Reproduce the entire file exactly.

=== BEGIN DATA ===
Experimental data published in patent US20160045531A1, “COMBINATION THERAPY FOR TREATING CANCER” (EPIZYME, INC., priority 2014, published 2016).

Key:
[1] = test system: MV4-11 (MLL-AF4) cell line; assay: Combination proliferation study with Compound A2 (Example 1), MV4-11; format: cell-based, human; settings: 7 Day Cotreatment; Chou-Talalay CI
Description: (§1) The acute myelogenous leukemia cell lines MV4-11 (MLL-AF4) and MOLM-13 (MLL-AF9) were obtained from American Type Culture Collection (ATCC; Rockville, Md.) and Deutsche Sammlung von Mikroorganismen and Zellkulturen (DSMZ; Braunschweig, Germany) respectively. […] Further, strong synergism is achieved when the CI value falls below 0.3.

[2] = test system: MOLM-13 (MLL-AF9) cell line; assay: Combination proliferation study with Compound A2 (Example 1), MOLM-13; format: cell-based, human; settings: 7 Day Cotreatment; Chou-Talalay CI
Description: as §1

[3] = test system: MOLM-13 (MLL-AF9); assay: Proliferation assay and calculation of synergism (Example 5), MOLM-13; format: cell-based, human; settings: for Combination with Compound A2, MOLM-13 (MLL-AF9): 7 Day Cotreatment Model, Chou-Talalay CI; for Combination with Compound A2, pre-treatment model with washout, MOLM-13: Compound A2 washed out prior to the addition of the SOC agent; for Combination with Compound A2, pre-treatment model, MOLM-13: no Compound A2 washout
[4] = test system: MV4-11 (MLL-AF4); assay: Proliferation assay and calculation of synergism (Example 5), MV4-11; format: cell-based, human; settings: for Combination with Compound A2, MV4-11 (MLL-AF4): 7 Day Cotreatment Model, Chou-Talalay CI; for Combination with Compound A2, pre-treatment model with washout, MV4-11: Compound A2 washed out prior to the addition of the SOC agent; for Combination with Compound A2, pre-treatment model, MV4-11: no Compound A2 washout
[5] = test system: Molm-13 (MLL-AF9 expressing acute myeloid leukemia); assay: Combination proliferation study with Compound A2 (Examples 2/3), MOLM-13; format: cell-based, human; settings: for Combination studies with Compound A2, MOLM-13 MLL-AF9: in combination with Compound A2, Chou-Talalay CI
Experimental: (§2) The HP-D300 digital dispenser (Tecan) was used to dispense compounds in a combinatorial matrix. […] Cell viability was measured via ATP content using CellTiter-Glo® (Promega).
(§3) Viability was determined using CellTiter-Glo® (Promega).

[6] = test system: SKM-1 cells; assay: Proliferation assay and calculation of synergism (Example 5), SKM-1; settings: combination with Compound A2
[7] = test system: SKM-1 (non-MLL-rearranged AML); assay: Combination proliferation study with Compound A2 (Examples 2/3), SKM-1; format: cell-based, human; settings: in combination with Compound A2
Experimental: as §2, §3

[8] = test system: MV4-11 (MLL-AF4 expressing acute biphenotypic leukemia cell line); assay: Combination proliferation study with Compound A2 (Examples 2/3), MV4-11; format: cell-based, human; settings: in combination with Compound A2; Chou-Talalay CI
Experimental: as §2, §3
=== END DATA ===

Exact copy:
Experimental data published in patent US20160045531A1, “COMBINATION THERAPY FOR TREATING CANCER” (EPIZYME, INC., priority 2014, published 2016).

Key:
[1] = test system: MV4-11 (MLL-AF4) cell line; assay: Combination proliferation study with Compound A2 (Example 1), MV4-11; format: cell-based, human; settings: 7 Day Cotreatment; Chou-Talalay CI
Description: (§1) The acute myelogenous leukemia cell lines MV4-11 (MLL-AF4) and MOLM-13 (MLL-AF9) were obtained from American Type Culture Collection (ATCC; Rockville, Md.) and Deutsche Sammlung von Mikroorganismen and Zellkulturen (DSMZ; Braunschweig, Germany) respectively. […] Further, strong synergism is achieved when the CI value falls below 0.3.

[2] = test system: MOLM-13 (MLL-AF9) cell line; assay: Combination proliferation study with Compound A2 (Example 1), MOLM-13; format: cell-based, human; settings: 7 Day Cotreatment; Chou-Talalay CI
Description: as §1

[3] = test system: MOLM-13 (MLL-AF9); assay: Proliferation assay and calculation of synergism (Example 5), MOLM-13; format: cell-based, human; settings: for Combination with Compound A2, MOLM-13 (MLL-AF9): 7 Day Cotreatment Model, Chou-Talalay CI; for Combination with Compound A2, pre-treatment model with washout, MOLM-13: Compound A2 washed out prior to the addition of the SOC agent; for Combination with Compound A2, pre-treatment model, MOLM-13: no Compound A2 washout
[4] = test system: MV4-11 (MLL-AF4); assay: Proliferation assay and calculation of synergism (Example 5), MV4-11; format: cell-based, human; settings: for Combination with Compound A2, MV4-11 (MLL-AF4): 7 Day Cotreatment Model, Chou-Talalay CI; for Combination with Compound A2, pre-treatment model with washout, MV4-11: Compound A2 washed out prior to the addition of the SOC agent; for Combination with Compound A2, pre-treatment model, MV4-11: no Compound A2 washout
[5] = test system: Molm-13 (MLL-AF9 expressing acute myeloid leukemia); assay: Combination proliferation study with Compound A2 (Examples 2/3), MOLM-13; format: cell-based, human; settings: for Combination studies with Compound A2, MOLM-13 MLL-AF9: in combination with Compound A2, Chou-Talalay CI
Experimental: (§2) The HP-D300 digital dispenser (Tecan) was used to dispense compounds in a combinatorial matrix. […] Cell viability was measured via ATP content using CellTiter-Glo® (Promega).
(§3) Viability was determined using CellTiter-Glo® (Promega).

[6] = test system: SKM-1 cells; assay: Proliferation assay and calculation of synergism (Example 5), SKM-1; settings: combination with Compound A2
[7] = test system: SKM-1 (non-MLL-rearranged AML); assay: Combination proliferation study with Compound A2 (Examples 2/3), SKM-1; format: cell-based, human; settings: in combination with Compound A2
Experimental: as §2, §3

[8] = test system: MV4-11 (MLL-AF4 expressing acute biphenotypic leukemia cell line); assay: Combination proliferation study with Compound A2 (Examples 2/3), MV4-11; format: cell-based, human; settings: in combination with Compound A2; Chou-Talalay CI
Experimental: as §2, §3